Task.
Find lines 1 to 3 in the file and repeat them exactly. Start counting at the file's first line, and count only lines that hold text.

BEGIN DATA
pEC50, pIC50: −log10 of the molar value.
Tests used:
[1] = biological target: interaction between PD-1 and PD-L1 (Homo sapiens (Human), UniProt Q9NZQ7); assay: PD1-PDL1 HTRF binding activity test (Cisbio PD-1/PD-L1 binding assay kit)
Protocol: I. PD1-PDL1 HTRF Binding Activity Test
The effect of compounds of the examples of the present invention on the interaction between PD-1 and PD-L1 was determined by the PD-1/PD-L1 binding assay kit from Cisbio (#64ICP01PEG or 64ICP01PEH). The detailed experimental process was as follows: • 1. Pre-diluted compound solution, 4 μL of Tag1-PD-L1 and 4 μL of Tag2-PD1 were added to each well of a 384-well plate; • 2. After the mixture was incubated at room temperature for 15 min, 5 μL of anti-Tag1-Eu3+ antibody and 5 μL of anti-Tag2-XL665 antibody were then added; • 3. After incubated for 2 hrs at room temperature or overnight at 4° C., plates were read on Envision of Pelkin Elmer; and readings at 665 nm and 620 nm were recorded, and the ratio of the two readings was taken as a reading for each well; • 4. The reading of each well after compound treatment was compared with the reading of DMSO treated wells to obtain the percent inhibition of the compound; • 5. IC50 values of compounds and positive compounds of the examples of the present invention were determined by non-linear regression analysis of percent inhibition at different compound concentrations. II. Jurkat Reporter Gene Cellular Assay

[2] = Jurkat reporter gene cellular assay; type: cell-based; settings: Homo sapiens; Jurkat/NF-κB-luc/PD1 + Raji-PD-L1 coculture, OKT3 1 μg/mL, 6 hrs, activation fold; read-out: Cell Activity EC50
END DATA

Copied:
pEC50, pIC50: −log10 of the molar value.
Tests used:
[1] = biological target: interaction between PD-1 and PD-L1 (Homo sapiens (Human), UniProt Q9NZQ7); assay: PD1-PDL1 HTRF binding activity test (Cisbio PD-1/PD-L1 binding assay kit)